Messianic Apologetics

Addressing the Theological and Spiritual Issues of the Broad Messianic Movement

“Now there was a rich man, and he habitually dressed in purple and fine linen, joyously living in splendor every day. And a poor man named Lazarus was laid at his gate, covered with sores, and longing to be fed with the crumbs which were falling from the rich man’s table; besides, even the dogs were coming and licking his sores. Now the poor man died and was carried away by the angels to Abraham’s bosom; and the rich man also died and was buried. In Hades he lifted up his eyes, being in torment, and saw Abraham far away and Lazarus in his bosom. And he cried out and said, ‘Father Abraham, have mercy on me, and send Lazarus so that he may dip the tip of his finger in water and cool off my tongue, for I am in agony in this flame.’ But Abraham said, ‘Child, remember that during your life you received your good things, and likewise Lazarus bad things; but now he is being comforted here, and you are in agony. And besides all this, between us and you there is a great chasm fixed, so that those who wish to come over from here to you will not be able, and that none may cross over from there to us.’ And he said, ‘Then I beg you, father, that you send him to my father’s house—for I have five brothers—in order that he may warn them, so that they will not also come to this place of torment.’ But Abraham said, ‘They have Moses and the Prophets; let them hear them.’ But he said, ‘No, father Abraham, but if someone goes to them from the dead, they will repent!’ But he said to him, ‘If they do not listen to Moses and the Prophets, they will not be persuaded even if someone rises from the dead.’”

“For when they rise from the dead, they neither marry nor are given in marriage, but are like angels in heaven. But regarding the fact that the dead rise again, have you not read in the book of Moses, in the passage about the burning bush, how God spoke to him, saying, ‘I am the God of Abraham, and the God of Isaac [Exodus 3:6], and the God of Jacob’? He is not the God of the dead, but of the living; you are greatly mistaken” (Mark 12:25-27).

“‘But regarding the resurrection of the dead, have you not read what was spoken to you by God: ‘I am the God of Abraham, and the God of Isaac, and the God of Jacob [Exodus 3:6]’? He is not the God of the dead but of the living.’” When the crowds heard this, they were astonished at His teaching” (Matthew 22:31-33).

“‘But that the dead are raised, even Moses showed, in the passage about the burning bush, where he calls the Lord the God of Abraham, and the God of Isaac, and the God of Jacob [Exodus 3:6]. Now He is not the God of the dead but of the living; for all live to Him.’ Some of the scribes answered and said, ‘Teacher, You have spoken well’” (Luke 20:37-39).

“Elijah appeared to them along with Moses; and they were talking with Yeshua. Peter said to Yeshua, ‘Rabbi, it is good for us to be here; let us make three tabernacles, one for You, and one for Moses, and one for Elijah’” (Mark 9:4-5).

“And behold, Moses and Elijah appeared to them, talking with Him. Peter said to Yeshua, ‘Lord, it is good for us to be here; if You wish, I will make three tabernacles here, one for You, and one for Moses, and one for Elijah’” (Matthew 17:3-4).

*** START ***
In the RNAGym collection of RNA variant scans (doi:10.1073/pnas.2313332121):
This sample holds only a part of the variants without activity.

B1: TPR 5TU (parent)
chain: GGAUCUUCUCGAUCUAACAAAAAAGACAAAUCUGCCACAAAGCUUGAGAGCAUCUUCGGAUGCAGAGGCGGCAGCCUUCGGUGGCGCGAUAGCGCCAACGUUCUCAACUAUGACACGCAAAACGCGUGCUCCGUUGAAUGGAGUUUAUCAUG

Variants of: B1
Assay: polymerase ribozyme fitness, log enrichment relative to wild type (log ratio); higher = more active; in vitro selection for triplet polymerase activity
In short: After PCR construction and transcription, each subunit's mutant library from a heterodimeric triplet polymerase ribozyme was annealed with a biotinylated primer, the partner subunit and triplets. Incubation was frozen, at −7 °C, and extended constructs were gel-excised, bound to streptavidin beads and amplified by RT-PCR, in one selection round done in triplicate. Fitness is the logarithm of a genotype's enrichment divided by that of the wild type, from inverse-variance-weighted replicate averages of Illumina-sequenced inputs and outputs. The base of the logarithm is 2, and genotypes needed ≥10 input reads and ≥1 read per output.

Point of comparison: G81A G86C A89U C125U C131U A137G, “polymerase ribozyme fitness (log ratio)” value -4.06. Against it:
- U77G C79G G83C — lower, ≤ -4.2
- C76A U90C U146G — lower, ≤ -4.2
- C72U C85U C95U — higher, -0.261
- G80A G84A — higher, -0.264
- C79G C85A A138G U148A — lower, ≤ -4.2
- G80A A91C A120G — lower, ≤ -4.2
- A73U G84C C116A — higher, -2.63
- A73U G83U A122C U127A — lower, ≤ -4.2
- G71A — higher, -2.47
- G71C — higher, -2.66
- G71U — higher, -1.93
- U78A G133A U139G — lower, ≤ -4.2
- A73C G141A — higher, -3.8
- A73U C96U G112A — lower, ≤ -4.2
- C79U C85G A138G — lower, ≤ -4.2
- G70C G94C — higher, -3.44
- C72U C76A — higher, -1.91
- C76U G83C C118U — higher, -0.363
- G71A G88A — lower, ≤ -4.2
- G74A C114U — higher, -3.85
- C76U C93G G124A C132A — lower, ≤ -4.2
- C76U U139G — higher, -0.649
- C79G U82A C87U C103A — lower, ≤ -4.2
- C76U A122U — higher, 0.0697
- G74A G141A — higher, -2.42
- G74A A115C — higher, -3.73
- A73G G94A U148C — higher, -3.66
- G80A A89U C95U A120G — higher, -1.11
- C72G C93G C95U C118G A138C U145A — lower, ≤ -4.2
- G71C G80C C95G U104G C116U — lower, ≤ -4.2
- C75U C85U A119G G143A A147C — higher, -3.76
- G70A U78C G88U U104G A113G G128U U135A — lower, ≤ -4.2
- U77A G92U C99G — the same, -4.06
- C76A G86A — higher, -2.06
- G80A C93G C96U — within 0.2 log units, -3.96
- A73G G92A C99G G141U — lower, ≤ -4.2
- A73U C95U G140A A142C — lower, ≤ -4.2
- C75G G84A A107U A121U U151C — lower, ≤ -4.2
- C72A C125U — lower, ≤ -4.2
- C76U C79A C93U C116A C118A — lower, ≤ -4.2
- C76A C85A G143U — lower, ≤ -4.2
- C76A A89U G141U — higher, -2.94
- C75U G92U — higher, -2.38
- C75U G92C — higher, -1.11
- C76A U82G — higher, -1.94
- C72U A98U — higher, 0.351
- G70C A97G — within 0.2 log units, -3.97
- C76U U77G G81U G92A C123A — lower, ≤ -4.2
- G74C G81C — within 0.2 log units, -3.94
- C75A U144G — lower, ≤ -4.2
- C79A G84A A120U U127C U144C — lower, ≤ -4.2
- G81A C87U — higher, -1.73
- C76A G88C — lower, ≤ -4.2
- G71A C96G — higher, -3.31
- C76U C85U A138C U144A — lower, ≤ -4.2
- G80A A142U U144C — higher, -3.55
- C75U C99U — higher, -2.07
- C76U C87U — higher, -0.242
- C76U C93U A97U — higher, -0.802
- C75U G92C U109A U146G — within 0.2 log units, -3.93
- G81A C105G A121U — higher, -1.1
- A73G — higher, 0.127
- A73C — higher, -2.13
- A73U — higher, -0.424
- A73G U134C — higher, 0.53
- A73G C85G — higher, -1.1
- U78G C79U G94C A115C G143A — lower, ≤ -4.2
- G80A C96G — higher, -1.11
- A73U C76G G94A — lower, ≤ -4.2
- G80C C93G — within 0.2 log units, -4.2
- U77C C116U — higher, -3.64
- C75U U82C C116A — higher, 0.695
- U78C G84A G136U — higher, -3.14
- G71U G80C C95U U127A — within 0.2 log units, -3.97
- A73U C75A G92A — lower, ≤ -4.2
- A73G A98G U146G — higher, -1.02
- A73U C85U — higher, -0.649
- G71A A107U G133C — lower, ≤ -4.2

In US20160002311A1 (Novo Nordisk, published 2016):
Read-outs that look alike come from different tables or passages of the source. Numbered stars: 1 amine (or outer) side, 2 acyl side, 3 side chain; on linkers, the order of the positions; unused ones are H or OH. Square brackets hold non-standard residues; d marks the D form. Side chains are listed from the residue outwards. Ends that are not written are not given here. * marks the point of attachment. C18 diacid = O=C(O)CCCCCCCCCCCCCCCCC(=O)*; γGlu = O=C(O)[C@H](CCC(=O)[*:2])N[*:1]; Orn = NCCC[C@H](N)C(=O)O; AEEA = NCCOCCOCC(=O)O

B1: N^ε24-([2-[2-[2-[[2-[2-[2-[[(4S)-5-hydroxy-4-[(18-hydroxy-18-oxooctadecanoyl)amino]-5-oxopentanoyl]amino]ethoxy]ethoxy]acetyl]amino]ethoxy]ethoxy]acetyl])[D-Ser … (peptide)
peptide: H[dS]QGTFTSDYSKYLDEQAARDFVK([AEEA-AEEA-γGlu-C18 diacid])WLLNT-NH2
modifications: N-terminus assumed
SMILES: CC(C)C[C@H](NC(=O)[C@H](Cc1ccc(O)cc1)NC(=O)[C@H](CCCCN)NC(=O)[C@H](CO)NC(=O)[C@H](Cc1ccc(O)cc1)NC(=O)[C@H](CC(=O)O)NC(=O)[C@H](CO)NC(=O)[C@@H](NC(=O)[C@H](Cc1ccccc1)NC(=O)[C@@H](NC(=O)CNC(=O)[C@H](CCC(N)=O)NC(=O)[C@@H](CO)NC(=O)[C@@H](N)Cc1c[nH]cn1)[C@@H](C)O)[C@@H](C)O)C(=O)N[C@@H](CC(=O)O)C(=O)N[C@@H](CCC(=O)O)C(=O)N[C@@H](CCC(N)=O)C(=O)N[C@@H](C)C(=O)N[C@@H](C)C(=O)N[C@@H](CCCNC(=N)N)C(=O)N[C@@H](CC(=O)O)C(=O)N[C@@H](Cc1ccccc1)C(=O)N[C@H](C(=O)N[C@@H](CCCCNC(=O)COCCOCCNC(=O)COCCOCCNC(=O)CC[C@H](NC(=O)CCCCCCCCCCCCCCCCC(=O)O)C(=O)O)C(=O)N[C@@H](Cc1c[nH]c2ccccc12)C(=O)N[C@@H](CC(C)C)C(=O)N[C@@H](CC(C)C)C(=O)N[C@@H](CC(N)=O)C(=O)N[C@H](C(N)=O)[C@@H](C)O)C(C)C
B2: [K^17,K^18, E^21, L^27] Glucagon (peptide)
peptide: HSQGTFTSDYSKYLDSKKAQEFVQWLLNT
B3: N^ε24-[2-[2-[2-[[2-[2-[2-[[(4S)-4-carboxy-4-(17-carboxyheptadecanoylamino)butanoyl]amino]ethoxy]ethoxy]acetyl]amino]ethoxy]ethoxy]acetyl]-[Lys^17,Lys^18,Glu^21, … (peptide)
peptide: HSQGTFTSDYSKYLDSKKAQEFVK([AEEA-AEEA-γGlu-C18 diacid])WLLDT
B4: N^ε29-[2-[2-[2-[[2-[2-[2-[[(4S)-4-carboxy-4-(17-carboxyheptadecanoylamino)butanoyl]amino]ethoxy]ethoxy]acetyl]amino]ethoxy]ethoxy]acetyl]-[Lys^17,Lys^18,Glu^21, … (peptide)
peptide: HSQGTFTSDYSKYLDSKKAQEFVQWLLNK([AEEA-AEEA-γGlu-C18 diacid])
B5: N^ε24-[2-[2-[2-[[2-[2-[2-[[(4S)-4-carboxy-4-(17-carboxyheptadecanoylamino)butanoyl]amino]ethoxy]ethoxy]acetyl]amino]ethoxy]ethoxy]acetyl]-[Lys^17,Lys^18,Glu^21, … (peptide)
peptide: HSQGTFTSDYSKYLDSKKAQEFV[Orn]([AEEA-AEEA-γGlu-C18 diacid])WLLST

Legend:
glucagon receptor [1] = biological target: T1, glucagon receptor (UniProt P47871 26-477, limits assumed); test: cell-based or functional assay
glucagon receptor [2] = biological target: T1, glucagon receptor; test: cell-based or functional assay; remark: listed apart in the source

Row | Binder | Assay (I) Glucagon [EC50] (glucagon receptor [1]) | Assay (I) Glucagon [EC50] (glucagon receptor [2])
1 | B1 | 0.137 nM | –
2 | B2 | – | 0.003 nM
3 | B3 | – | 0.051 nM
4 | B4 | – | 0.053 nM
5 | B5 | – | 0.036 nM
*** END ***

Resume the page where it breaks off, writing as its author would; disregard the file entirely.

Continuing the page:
“And behold, two men were talking with Him; and they were Moses and Elijah, who, appearing in glory, were speaking of His departure which He was about to accomplish at Jerusalem. Now Peter and his companions had been overcome with sleep; but when they were fully awake, they saw His glory and the two men standing with Him. And as these were leaving Him, Peter said to Yeshua, ‘Master, it is good for us to be here; let us make three tabernacles: one for You, and one for Moses, and one for Elijah’—not realizing what he was saying” (Luke 9:30-33).

The reasons we have just provided in the previous chapter are only the common reasons given why pre-tribulationism is supposedly a valid belief. There are, of course, many more reasons that pre-tribulationists will supply. In this chapter, we respond to fifty specific supports given by the late John F. Walvoord (1910-2002) in his book The Rapture Question. While we certainly recognize that we could address many more reasons, Walvoord’s position as former chancellor of Dallas Theological Seminary, and his vast influence over many other pre-tribulationists, speaks for itself.

Before one can examine what the death expectations of the Apostolic Scriptures are, it is commonly argued that the Ancient Jews, the Pharisees in particular, picked up the idea of a disembodied afterlife from their interactions with the Greeks and not their reading of the Tanach Scriptures. For many of today’s Messianic Believers, all that needs to be said is “Belief in the afterlife is Greek!” and that is reason enough for many to reject the concept that born again Believers who have died are in the presence of the Lord, awaiting the resurrection (or for that same matter, many other Biblical doctrines). As I have far too frequently encountered, while a hyped-up fear of Hellenism or the Ancient Greeks are invoked by Messianic psychopannychists, I have never witnessed a single Messianic teacher actually quote the classical philosophers and what they believed—much less engage with such philosophers’ opinions!